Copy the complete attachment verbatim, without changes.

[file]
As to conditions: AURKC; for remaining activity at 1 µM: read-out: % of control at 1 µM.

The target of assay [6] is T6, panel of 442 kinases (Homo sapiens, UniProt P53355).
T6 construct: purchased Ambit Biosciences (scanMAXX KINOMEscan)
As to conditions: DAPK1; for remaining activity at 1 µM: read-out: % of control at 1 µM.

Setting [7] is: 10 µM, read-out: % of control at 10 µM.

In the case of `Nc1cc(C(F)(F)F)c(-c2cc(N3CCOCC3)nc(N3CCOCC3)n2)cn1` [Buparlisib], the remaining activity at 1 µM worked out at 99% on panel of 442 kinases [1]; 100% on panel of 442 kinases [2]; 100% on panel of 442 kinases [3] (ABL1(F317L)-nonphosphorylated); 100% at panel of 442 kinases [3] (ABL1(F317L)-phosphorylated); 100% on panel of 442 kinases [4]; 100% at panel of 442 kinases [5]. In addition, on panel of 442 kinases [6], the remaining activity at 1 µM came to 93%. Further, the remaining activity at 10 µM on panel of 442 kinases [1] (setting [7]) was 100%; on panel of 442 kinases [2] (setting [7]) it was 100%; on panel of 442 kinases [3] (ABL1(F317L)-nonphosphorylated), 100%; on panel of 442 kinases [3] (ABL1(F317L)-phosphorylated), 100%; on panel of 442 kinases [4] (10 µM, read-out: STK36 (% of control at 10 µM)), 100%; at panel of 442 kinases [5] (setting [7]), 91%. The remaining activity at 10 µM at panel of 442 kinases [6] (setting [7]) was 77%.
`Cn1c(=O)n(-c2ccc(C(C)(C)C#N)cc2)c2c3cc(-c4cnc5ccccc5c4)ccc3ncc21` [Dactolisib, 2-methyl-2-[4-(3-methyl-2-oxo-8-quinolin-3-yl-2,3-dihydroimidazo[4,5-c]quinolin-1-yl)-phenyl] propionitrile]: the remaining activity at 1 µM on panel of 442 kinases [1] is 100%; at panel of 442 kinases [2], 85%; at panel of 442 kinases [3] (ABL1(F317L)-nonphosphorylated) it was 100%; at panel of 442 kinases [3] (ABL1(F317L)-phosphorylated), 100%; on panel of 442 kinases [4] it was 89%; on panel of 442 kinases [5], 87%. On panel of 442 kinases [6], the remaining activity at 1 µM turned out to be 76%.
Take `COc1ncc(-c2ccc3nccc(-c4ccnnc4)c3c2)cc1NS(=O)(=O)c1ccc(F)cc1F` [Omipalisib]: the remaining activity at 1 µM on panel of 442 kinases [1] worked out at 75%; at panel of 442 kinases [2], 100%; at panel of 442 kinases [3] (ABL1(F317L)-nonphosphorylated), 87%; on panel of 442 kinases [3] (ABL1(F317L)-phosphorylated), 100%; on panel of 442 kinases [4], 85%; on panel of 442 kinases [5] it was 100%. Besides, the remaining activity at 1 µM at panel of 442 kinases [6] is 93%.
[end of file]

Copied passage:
As to conditions: AURKC; for remaining activity at 1 µM: read-out: % of control at 1 µM.

The target of assay [6] is T6, panel of 442 kinases (Homo sapiens, UniProt P53355).
T6 construct: purchased Ambit Biosciences (scanMAXX KINOMEscan)
As to conditions: DAPK1; for remaining activity at 1 µM: read-out: % of control at 1 µM.

Setting [7] is: 10 µM, read-out: % of control at 10 µM.

In the case of `Nc1cc(C(F)(F)F)c(-c2cc(N3CCOCC3)nc(N3CCOCC3)n2)cn1` [Buparlisib], the remaining activity at 1 µM worked out at 99% on panel of 442 kinases [1]; 100% on panel of 442 kinases [2]; 100% on panel of 442 kinases [3] (ABL1(F317L)-nonphosphorylated); 100% at panel of 442 kinases [3] (ABL1(F317L)-phosphorylated); 100% on panel of 442 kinases [4]; 100% at panel of 442 kinases [5]. In addition, on panel of 442 kinases [6], the remaining activity at 1 µM came to 93%. Further, the remaining activity at 10 µM on panel of 442 kinases [1] (setting [7]) was 100%; on panel of 442 kinases [2] (setting [7]) it was 100%; on panel of 442 kinases [3] (ABL1(F317L)-nonphosphorylated), 100%; on panel of 442 kinases [3] (ABL1(F317L)-phosphorylated), 100%; on panel of 442 kinases [4] (10 µM, read-out: STK36 (% of control at 10 µM)), 100%; at panel of 442 kinases [5] (setting [7]), 91%. The remaining activity at 10 µM at panel of 442 kinases [6] (setting [7]) was 77%.
`Cn1c(=O)n(-c2ccc(C(C)(C)C#N)cc2)c2c3cc(-c4cnc5ccccc5c4)ccc3ncc21` [Dactolisib, 2-methyl-2-[4-(3-methyl-2-oxo-8-quinolin-3-yl-2,3-dihydroimidazo[4,5-c]quinolin-1-yl)-phenyl] propionitrile]: the remaining activity at 1 µM on panel of 442 kinases [1] is 100%; at panel of 442 kinases [2], 85%; at panel of 442 kinases [3] (ABL1(F317L)-nonphosphorylated) it was 100%; at panel of 442 kinases [3] (ABL1(F317L)-phosphorylated), 100%; on panel of 442 kinases [4] it was 89%; on panel of 442 kinases [5], 87%. On panel of 442 kinases [6], the remaining activity at 1 µM turned out to be 76%.
Take `COc1ncc(-c2ccc3nccc(-c4ccnnc4)c3c2)cc1NS(=O)(=O)c1ccc(F)cc1F` [Omipalisib]: the remaining activity at 1 µM on panel of 442 kinases [1] worked out at 75%; at panel of 442 kinases [2], 100%; at panel of 442 kinases [3] (ABL1(F317L)-nonphosphorylated), 87%; on panel of 442 kinases [3] (ABL1(F317L)-phosphorylated), 100%; on panel of 442 kinases [4], 85%; on panel of 442 kinases [5] it was 100%. Besides, the remaining activity at 1 µM at panel of 442 kinases [6] is 93%.